Efficiency

Our efficiency testing procedure is detailed here.

Using results from the previous page, we plotted a chart showing the ST1100-TI’s efficiency at low loads, and loads from 10 to 110 percent of its maximum-rated capacity.


With normal loads the ST1100-TI only loses to the superb Seasonic Prime Titanium, which has 100W less capacity. The efficiency levels are not so impressive though under light loads, where SilverStone’s offering comes in third place from bottom.

Efficiency At Low Loads

In the following tests, we measure the ST1100-TI’s efficiency at loads significantly lower than 10 percent of its maximum capacity (the lowest load the 80 PLUS standard measures). The loads we dial are 20, 40, 60, and 80W. This is important for representing when a PC is idle, with power-saving features turned on.

Test # 12V 5V 3.3V 5VSB DC/AC (Watts) Efficiency Fan Speed (RPM) PSU Noise (dB[A]) PF/AC Volts
1 1.202A 0.491A 0.476A 0.196A 19.683 63.650% 0 <6.0 0.821
12.157V 5.069V 3.340V 5.061V 30.924 115.08V
2 2.428A 0.980A 0.986A 0.396A 39.769 67.593% 0 <6.0 0.898
12.156V 5.066V 3.336V 5.052V 58.836 115.06V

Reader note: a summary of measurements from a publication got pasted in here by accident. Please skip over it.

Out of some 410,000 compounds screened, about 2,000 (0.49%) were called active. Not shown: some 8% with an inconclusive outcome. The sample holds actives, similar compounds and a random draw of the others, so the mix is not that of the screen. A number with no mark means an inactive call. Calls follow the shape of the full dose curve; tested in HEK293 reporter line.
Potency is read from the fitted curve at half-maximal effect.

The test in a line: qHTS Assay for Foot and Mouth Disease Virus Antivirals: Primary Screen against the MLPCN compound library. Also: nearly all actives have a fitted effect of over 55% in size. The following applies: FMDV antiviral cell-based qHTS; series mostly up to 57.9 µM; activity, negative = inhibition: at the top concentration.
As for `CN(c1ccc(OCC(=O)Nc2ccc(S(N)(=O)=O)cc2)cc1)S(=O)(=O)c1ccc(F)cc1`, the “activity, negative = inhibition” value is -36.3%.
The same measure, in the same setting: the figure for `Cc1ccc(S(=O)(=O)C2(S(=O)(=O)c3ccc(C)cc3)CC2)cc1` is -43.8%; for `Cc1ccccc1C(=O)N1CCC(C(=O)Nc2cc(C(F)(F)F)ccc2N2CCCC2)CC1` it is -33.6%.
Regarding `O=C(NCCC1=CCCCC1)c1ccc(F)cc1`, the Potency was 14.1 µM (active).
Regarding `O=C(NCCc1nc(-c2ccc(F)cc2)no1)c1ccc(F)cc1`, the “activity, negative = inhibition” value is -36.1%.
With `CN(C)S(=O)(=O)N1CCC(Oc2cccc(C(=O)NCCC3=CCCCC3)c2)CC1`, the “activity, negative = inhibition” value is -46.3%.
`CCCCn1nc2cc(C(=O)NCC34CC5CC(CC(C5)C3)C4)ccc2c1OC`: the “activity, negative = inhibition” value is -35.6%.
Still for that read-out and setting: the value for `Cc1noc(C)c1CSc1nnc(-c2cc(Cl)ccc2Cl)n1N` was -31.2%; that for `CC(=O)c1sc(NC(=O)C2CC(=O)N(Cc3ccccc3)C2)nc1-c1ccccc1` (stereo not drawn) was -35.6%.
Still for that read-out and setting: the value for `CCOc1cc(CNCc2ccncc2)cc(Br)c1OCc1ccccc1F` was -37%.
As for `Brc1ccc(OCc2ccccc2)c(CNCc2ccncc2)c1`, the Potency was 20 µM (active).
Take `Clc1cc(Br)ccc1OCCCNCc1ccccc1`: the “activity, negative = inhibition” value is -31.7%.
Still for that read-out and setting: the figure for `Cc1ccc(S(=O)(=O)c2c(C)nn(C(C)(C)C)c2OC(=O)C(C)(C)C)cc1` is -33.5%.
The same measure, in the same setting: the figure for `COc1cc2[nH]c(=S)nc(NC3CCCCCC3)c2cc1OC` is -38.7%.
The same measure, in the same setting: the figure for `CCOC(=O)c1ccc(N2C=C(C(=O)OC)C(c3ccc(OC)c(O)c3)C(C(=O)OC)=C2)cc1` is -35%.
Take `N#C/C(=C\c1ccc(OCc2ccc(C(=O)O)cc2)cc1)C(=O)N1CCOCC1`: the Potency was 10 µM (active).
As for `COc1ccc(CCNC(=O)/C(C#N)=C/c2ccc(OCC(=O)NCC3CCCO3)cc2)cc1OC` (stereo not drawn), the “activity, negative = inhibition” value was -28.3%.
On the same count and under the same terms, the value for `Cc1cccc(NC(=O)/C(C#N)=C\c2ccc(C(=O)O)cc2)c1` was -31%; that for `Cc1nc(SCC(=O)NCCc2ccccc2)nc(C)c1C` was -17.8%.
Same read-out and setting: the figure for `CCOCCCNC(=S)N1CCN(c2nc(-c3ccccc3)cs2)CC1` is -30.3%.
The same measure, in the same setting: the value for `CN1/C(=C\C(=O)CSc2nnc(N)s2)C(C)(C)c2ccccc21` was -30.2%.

3 3.651A 1.476A 1.499A 5.042A 59.875 83.162% 0 <6.0 0.926
12.164V 5.063V 3.333V 5.042V 71.998 115.06V
4 4.868A 1.975A 1.979A 0.793A 79.768 88.205% 0 <6.0 0.933
12.160V 5.060V 3.330V 5.032V 90.435 115.07V

The efficiency levels during the first two tests are very low, showing that Enhance should probably adjust the burst mode of the LLC resonant converter, in order to achieve higher efficiency levels under such light loads.

5VSB Efficiency

The ATX specification (revision 1.4), along with CEC, ErP Lot 3 2014 and ErP Lot 6 2010/2013, states that the 5VSB standby supply efficiency should be as high as possible, recommending 75 percent or higher with 550mA, 1A, and 1.5A of load.

The supply should also achieve higher than 75% efficiency at 5VSB under full load, or with 3A if its max current output on this rail is higher than 3A.

We take six measurements: one each at 100, 250, 550, 1000, and 1500mA, and one with the maximum load the 5VSB rail can handle.

Test # 5VSB DC/AC
(Watts)
Efficiency PF/AC Volts
1 0.102A 0.506 67.919% 0.038